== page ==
Because of this, the CIR notes that the testimony is not only uncorroborated, but contradicted by the evidence. It appears investigators “grappled” with the inconsistencies, according to the CIR, but shifted to a posture around the shooter setting up the scene to make it appear the shots were fired from the window.

Many people also told investigators that they specifically remember seeing Williams and Myers at the party at the time the shots were fired. Additionally, they remembered Williams going outside after the shots to see if there was anything visible outside of where they were. He then reportedly came back inside and the party continued until someone else told them about the nearby police presence.

Additionally, the CIR says another man confessed to several people about the shooting, although that man died in 1994. In addition to those reported confessions, investigators confirmed his presence at the scene through various witness and police accounts.

There were also overall inconsistencies in how Williams and Myers acted at the scene, and how that compares to what a guilty person would do. For example, both men went to the scene when police got there, as did many people who were at the nearby party. The report says that Myers actually identified the deceased victim for police, but then stayed on the scene -- whereas if he had committed the shooting and realized one of the victims had survived, he likely would not have. He was also described as seeming genuinely distraught about the victim. Additionally, the report notes that Williams was arrested first, and specifically told Myers to contact his attorney. If the men had committed the shooting together, Williams could have expected Myers to soon be arrested as well, and therefore wouldn’t have given him something to do. Myers would also not have likely stayed on scene once he saw Williams get arrested, if he feared his own arrest.

Trial strategy 
The CIR says the defense attorneys didn't try to dispute how the shooting occurred, only who committed it. They built a strategy around discrediting the victim's identification by discrediting her, and determined the best way to do that was to perform the first and last closing arguments. Under trial rules at the time, that could be done if the defense did not present witnesses or enter evidence, so that is what happened in this case.

As such, the physical evidence that contradicted the victim’s testimony and the alibi witnesses were never presented to the jury.

“The trial strategy does not appear well reasoned given the plethora of witnesses and evidence available for the defendants’ case in chief,” the CIR Report says.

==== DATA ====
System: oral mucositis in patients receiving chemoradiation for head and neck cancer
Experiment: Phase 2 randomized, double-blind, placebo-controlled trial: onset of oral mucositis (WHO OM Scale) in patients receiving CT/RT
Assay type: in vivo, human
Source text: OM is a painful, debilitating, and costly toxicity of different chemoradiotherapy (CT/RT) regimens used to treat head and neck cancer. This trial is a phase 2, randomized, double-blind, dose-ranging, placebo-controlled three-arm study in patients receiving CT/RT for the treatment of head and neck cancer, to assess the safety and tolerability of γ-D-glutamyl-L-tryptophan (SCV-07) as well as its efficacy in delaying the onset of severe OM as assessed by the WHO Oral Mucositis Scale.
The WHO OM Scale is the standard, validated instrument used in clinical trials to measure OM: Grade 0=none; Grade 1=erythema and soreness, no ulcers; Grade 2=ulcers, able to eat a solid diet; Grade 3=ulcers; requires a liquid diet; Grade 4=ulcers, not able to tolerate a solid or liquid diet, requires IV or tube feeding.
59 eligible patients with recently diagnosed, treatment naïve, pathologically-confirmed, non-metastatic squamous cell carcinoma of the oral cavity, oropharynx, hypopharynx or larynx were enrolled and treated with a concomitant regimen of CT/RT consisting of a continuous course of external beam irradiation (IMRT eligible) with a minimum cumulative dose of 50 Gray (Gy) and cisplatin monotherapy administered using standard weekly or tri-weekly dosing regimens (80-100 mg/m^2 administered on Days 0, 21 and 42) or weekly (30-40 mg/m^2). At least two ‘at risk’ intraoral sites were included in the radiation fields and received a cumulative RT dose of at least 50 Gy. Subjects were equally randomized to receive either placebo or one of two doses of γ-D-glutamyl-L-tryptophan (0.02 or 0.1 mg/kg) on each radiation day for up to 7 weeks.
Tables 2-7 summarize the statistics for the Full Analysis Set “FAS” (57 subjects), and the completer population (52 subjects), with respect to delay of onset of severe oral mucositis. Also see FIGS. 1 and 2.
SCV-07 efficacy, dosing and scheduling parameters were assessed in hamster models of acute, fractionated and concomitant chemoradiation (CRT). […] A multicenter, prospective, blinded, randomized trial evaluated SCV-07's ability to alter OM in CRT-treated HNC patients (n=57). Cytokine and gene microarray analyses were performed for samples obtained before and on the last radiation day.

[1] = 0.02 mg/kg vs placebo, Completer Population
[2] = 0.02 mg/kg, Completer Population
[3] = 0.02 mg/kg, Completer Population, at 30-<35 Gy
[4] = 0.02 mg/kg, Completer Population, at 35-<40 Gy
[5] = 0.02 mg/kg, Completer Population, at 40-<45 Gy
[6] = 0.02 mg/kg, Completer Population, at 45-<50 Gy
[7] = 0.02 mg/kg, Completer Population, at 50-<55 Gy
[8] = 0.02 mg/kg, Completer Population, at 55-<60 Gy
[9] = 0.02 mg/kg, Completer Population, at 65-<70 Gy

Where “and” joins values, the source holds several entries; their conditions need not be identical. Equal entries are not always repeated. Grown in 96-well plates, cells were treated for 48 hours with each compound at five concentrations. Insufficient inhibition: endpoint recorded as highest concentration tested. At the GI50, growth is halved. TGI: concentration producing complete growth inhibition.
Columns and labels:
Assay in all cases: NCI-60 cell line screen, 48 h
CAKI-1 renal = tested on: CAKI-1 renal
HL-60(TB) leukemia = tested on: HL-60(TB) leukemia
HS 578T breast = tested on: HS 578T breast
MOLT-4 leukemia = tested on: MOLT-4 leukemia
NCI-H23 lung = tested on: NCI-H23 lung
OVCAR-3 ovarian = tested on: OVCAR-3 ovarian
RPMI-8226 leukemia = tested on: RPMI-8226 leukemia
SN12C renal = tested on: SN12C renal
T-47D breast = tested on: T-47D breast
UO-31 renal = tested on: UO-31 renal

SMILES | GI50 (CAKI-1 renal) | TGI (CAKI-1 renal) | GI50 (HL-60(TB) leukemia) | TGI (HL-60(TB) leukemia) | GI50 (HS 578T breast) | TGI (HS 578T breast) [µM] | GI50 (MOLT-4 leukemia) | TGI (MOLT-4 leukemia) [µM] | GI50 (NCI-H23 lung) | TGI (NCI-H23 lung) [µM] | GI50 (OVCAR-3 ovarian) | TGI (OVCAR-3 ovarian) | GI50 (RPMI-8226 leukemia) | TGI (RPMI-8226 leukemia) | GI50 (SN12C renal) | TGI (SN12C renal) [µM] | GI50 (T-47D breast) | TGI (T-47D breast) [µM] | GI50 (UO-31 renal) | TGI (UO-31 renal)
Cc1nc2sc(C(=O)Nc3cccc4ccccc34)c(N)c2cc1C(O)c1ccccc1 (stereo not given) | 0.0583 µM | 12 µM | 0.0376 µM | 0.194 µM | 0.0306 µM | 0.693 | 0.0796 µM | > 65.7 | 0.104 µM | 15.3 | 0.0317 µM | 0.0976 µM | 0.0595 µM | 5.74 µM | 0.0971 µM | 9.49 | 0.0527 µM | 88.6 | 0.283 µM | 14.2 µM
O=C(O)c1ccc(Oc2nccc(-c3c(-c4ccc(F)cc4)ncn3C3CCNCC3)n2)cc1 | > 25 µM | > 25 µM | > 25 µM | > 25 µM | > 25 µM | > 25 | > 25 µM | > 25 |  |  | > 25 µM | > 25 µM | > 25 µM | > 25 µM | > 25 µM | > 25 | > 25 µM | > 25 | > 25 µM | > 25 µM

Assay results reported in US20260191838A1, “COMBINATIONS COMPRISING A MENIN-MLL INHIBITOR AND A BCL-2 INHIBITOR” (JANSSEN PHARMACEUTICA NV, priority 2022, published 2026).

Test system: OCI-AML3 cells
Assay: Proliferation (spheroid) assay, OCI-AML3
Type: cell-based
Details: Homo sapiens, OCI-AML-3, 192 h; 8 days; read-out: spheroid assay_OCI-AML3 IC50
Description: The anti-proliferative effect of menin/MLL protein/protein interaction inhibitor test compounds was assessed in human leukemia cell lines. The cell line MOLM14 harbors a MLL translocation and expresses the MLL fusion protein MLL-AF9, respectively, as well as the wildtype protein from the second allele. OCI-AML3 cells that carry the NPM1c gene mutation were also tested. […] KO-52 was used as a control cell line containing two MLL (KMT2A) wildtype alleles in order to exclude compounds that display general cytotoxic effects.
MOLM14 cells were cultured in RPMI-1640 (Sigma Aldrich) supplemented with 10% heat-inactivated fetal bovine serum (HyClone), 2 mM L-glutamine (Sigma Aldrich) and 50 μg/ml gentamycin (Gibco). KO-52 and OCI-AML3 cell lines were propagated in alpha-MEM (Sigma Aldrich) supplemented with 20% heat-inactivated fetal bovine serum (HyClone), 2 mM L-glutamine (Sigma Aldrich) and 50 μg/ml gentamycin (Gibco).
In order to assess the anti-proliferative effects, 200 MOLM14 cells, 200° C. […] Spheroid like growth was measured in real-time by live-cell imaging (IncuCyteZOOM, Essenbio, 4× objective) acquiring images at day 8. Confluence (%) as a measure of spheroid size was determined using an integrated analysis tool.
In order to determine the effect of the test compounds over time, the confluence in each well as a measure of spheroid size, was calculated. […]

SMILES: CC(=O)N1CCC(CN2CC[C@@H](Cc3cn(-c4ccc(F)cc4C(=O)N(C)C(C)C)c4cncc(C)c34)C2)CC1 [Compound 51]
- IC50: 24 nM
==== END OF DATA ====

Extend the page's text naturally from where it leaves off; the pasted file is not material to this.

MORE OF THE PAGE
Some questions are raised in this report about the defense counsel, including that they never apparently followed up on a claim that there was an eyewitness who reported seeing a shooter at the scene. Judge Cox made it clear in court that this change in the convictions and sentences is not a ruling on the effectiveness of counsel. She went further to say that everyone who has been involved in this case, from inception to present, is well respected, and this does not change that.

CIR process

The Conviction Integrity Review Division started in early 2018 as an initiative of State Attorney Melissa Nelson. A letter from Myers to the State Attorney’s Office initiated the review, and when they uncovered legitimate questions, they launched a formal investigation. That investigation has led to their belief that Myers and Williams would not be convicted, if the case had been presented to a jury today. Beyond just finding substantial reasonable doubt of their guilt, the CIR Report shows there was evidence to contradict it outright.

The CIR issues a recommendation to an Independent Audit Board at the conclusion of its investigation, and that Board verifies that the recommendation is supported by credible and substantial facts. The five-member panel made that determination in this case, which then put it to Nelson for a final decision. She was in court today along with the CIR Division Director Shelley Thibodeau to represent that State and hear the judge make the formal ruling.

“Although there is no definitive proof of innocence, such as DNA evidence, the panel agreed that there was sufficient credible evidence to support a finding that the defendants are, in fact, 'probably' innocent of the charges,” the Report says.

The Division was contacted by 204 people in 2018, according to the State Attorney’s Office. Sixty-eight people did not meet the criteria for further review, and the rest received petitions to inquire about a formal investigation. Of those, the State Attorney’s Office says 60 submitted the petitions and 14 investigations were launched.

Six investigations by the CIR Division resulted in a denial. This is the first to lead to vacated convictions.